Semantics, or, Why I’m a Liberal (Part II)

In Part I, we looked at some of the major principles informing political discourse in the United States today, and examined some of the flaws with conservatism. Today, I wanted to turn to libertarianism, and then move on to the school of thought I currently align most with, liberalism.

Libertarian – Libertarians hold fast to one main principle: the government should get out of the way and let Americans have the maximum amount of freedom. And, as they say, some of my best friends are libertarians. The idea is certainly persuasive – if we can believe in the sanctity of contracts and only punish people who imperil life, liberty, or contractual agreements, then we can all pursue any kind of good life that we see fit. The idea is that government should get out of our bedrooms and our pocketbooks, and if we can trust that people will keep their word, then we can all live whatever life we want, without coercion from any source.

Unfortunately, the definition of freedom is kind of hazy, and there’s plenty of evidence that in a world like the one described by libertarians, people still might not be free. By enshrining the contract as the primary and natural relationship between persons, libertarians run the risk of hiding the abdication of responsibility behind the principle of absolute freedom. The facts of life – geographical, economic, and educational – will limit the types of contracts available to people. With no other principle behind government and an elastic definition of “consensual” contracts, the potential for exploitation is immense, and in fact the economic incentives will tend to run toward ever-greater inequality – when you hold the power in negotiations, and all interactions are governed by negotiation, what kind of person would weaken his/her position?

Liberal – That brings us to liberals, who, as I understand it, hold the conviction that freedom and justice are two sides of the same coin. Without the ability to make our own choices and follow our own conceptions of a whole and fulfilling life, we risk marginalizing entire populations and fostering resentment between favored and unfavored peoples. Similarly, a commitment to justice ensures that all people not only have freedoms, but can also access, exercise, and enjoy those freedoms.

I choose the word ‘justice’ because it carries less of the baggage of the word equality. Some opponents of liberalism point to the “equality trap” of trying to determine whether liberals are interested in equality of opportunity or equality of outcome. Choosing equality of opportunity implies that liberals favor the “same playing field” and that they believe that everyone plays on the same field. This view is actually much closer to fiscal conservatism, with its rosy assumption that more growth equals more opportunity for all. The danger here is the implication of an objective, meritocratic economy that was not built to favor certain kinds or backgrounds of people – something most liberals do not believe in. It’s not enough to tell an inner-city kid that he has to go to college and get a practical degree for access to a middle-class life; for one thing, he may have been taught since birth not to trust the middle class. In a just society, we have to provide more than just availability – we have to provide true access and obvious avenues to material and social success.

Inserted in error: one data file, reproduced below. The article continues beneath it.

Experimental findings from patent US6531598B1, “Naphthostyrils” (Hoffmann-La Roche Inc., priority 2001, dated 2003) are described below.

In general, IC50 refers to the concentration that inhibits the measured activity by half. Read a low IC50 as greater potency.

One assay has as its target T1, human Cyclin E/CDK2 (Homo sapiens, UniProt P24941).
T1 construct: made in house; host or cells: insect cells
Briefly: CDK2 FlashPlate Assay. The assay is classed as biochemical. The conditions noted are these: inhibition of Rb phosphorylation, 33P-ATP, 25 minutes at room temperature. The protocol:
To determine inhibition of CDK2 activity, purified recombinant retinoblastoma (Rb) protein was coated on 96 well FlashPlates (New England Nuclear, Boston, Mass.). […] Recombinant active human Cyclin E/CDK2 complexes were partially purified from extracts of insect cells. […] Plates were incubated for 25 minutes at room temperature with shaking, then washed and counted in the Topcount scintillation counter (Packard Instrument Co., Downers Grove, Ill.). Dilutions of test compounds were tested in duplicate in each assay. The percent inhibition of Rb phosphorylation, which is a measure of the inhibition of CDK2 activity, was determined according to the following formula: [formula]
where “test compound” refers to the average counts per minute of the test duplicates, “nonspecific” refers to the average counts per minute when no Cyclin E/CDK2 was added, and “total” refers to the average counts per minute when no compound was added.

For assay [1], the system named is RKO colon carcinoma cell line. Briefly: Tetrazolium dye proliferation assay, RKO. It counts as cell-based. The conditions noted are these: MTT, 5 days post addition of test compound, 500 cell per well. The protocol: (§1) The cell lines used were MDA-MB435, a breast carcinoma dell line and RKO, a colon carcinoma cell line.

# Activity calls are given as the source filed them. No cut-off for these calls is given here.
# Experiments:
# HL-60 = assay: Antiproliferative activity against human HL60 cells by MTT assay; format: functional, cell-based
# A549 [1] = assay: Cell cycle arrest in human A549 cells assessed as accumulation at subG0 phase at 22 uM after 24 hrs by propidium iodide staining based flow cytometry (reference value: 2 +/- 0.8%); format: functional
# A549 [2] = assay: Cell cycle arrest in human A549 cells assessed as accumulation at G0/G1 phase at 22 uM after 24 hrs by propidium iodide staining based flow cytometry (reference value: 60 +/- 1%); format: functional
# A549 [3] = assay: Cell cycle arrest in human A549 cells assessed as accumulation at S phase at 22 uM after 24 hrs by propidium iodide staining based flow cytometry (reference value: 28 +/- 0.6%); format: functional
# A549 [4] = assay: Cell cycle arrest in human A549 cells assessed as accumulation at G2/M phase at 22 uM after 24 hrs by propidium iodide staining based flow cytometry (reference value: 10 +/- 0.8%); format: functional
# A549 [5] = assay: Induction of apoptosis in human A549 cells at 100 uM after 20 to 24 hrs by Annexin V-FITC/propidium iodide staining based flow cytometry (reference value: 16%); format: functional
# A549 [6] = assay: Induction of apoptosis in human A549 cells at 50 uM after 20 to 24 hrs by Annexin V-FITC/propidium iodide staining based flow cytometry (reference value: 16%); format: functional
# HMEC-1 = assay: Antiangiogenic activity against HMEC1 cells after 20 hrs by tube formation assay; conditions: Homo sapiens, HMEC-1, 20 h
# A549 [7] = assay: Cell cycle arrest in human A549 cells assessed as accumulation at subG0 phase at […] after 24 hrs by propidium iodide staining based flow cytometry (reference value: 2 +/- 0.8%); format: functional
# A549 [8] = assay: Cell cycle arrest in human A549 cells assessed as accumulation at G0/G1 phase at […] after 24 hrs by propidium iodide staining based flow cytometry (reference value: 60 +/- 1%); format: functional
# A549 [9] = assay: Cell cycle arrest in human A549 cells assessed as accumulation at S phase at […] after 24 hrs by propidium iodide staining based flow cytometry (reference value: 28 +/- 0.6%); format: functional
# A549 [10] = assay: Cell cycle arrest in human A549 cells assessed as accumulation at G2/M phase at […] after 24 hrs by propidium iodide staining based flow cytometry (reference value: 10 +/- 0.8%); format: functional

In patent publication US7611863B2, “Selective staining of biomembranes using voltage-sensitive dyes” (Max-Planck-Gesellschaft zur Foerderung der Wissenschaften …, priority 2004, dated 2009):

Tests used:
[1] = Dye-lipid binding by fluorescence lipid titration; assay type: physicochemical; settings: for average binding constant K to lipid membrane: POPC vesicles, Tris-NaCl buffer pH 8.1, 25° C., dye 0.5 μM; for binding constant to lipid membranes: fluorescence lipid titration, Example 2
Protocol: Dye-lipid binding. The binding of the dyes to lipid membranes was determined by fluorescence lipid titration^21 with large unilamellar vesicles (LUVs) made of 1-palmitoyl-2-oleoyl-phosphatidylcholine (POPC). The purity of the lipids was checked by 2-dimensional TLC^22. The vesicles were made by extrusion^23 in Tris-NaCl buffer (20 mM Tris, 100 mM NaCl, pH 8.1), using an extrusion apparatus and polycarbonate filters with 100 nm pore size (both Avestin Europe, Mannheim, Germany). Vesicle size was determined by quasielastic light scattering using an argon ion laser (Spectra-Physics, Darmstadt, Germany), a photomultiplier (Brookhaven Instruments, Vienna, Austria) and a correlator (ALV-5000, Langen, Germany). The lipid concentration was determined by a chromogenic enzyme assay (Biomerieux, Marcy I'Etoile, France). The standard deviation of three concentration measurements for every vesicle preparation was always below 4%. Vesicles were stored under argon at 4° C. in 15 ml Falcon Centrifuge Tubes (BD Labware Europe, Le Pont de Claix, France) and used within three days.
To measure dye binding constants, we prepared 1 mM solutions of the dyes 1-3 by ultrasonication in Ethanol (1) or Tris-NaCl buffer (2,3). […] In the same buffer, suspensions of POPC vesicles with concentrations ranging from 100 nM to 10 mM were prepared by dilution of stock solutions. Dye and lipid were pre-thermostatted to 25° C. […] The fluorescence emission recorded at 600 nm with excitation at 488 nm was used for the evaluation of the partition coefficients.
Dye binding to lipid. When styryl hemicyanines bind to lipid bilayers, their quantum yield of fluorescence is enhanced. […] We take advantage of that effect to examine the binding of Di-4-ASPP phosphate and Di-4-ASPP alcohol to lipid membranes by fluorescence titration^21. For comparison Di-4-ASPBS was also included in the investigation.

Choosing equality of outcome makes liberals sound like Harrison Bergeron-style Handicappers General and implies one-size-fits-all, soul-stifling misery for everyone. This characterization not only ignores the respect for diversity implied by a freedom-and-justice conception of a good society, but also seems to obviate the rewards of hard work: it makes liberals sound like idiot Robin Hoods, stealing from the conscientious to give to the lazy. Sure, there are lazy people, but I’ve written before about how eliminating all moochers still won’t get us much closer to closing the budget deficit.

A better conception of equality is that of an equitable society, one that helps people reach a level where they can conceivably compete and then lets people pursue their natural inclinations and excellences. Despite the disingenuous attacks of his opponent’s supporters, President Obama’s comment that “you didn’t build that” correctly observes that there’s really no such thing as succeeding on one’s own merits – an equitable society creates social structures that support all-around success, and does not accept “you failed” as a legitimate outcome.

This is the major flaw that I see in most political discourse this election cycle: the insistence that participation in the economy is like a game implies that winners and losers are natural extensions of that model. We don’t need to accept failure in the economy or in the marketplace. Failure is only natural if we accept that our main goal in negotiations and politics should be defeating another team. That line of reasoning will get us nowhere, and will only succeed in dividing Americans into team partisans whose success can only come at the expense of the other half.


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